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Been knitting on and off for about 50 years, sporadically trying to crochet, just bought a lucet. More details about my knitting, crochet and tunisian crochet can be seen at https://www.ravelry.com/people/Rosebark for which you need to be a member, but this is free.

Saturday, 1 October 2011

Knitting and Allergies

Another photo-less post.  I feel it's about time to explain why I mostly knit with acrylic.  One reason, of course, is that it's cheap and the yarn snobs who state that they only knit with such-and-such beautiful, expensive yarn always seem to imply that they think anyone who knits with acrylic (said in a sneering tone) is a cheapskate.  They don't really believe it if you say you are allergic to wool.  Occasionally they will grudgingly concede that some wools may be a bit itchy.  If it was just a matter of being "a bit itchy" I could possibly cope, but that is by no means the whole story.  When I was about 5 my Mum knitted a lovely jumper for me with all sorts of cables etc and a high turned over neckline.  Even at that age I appreciated that she had put a lot of work into creating something beautiful for me.  I put it on and a few minutes later had to very regretfully and apologetically take it off.  At first it just made my neck itch, but very soon after my eyes started puffing up and feeling like there were wool fibres in them.  This was not just "a bit itchy".  Incidentally, I had the same reaction after a woolly monkey had sat on my head at the Woolly Monkey Sanctuary in Cornwall a year or two later. (They're not allowed out amongst the visitors nowadays due to upgraded health and safety regulations, but they were back then).

I am slightly surprised that my wool allergy has not disappeared or at least diminished over the years.  I had it explained to me by an allergy consultant that one's allergies change over the years; one becomes less allergic to substances outside the body and more allergic to foods, etc and it is true that although I was allergic to roses for a while in my teens and twenties that allergy has disappeared..  The poor man who explained this to me was no longer able to drink dry sherry, which had been his favourite tipple, as he was now allergic to it.  However, my allergy to wool seems to have remained.  I can pick up a ball of yarn, put it against my neck, which is my most wool-sensitive area and tell you if it has a high, low or non-existent percentage of wool (but see next paragraph) and if it is reasonably low, I can knit with it, but some yarns I don't even need to put up to my neck - they make my hands itch, which somehow seems even worse than my neck itching.  I then throw the yarn down in disgust and wipe my hands thoroughly.

For a very long time, I thought I was allergic to all wools, except that I was aware that Shetland wool was different, as I find it even more nastily itchy than any of the others (this would be one I would throw down).  However, since I've got back to knitting in a fairly big way, I have discovered that this is not so.  Yes, Shetland wool is still awful, but I have found that merino is completely OK.  I have heard that this is quite common amongst us people with wool allergy.  Daughter and I have been comparing notes, as she also knits and seems to have inherited the wool allergy.  She finds merino OK too.  However, she also seems to be OK with Blue Faced Leicester, which I am most definitely not, whereas I find only last month that Romney wool is OK for me, but I don't think she was entirely happy with it.  I don't think this is because the wool allergy is abating, just that different sheep produce different wool. We both find alpaca feels fine, but then that's another animal entirely.  Also bamboo and cotton are fine, but they are plant-based.  I suppose there may be people who have problems with plant fibres, but I haven't encountered this.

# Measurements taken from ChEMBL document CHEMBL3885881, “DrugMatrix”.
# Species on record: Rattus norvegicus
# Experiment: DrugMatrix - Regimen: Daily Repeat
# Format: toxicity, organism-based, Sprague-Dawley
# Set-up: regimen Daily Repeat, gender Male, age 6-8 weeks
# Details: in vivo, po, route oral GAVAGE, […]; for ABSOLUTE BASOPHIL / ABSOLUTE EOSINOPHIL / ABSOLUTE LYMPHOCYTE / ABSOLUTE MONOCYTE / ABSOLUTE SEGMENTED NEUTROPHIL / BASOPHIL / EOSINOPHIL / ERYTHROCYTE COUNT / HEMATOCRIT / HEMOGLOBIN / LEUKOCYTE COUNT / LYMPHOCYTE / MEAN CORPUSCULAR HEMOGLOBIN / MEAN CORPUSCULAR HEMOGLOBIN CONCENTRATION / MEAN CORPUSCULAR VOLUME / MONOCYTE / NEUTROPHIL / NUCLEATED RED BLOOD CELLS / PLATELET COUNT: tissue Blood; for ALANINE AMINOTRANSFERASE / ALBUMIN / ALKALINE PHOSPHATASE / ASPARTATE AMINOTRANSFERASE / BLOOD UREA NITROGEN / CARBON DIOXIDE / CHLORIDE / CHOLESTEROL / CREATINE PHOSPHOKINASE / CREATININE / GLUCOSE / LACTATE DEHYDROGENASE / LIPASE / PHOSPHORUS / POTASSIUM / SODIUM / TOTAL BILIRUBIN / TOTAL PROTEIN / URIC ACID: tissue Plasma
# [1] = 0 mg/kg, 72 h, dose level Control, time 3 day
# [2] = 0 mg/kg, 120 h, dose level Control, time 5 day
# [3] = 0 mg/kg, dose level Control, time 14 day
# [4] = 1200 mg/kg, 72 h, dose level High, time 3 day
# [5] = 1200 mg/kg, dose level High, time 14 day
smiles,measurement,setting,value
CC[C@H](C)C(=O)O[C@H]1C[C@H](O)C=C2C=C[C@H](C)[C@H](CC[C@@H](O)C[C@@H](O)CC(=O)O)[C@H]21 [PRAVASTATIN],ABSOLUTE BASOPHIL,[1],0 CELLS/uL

I am aware that there are people who have similar problems with man-made fibres, which must be at least as much of a nuisance.  It used to be called being allergic to the 20th century when people were allergic to all sorts of man-made materials.  I wonder what it's called now that we're in the 21st century.

I accept also that some people just don't like the feel of acrylic and sometimes it squeaks on the needles (usually when you're using metal needles and they're cold, or your tension is way too tight).  My conclusion is that knitting should be fun and if you find a particular yarn is not fun for you to knit with, try others until you find what you do like knitting with and ignore people who are sneering or scathing or otherwise disapproving of your choice.

1 comment:

  1. That was a very interesting post ...and I agree with your sentiments. I do not see the problem in knitting with acrylic any way, especially when its for kids who would quickley out grow a garment fashioned with expensive yarn....maybe different for a non allergic knitter/wearer creating a one off design for an adult.xx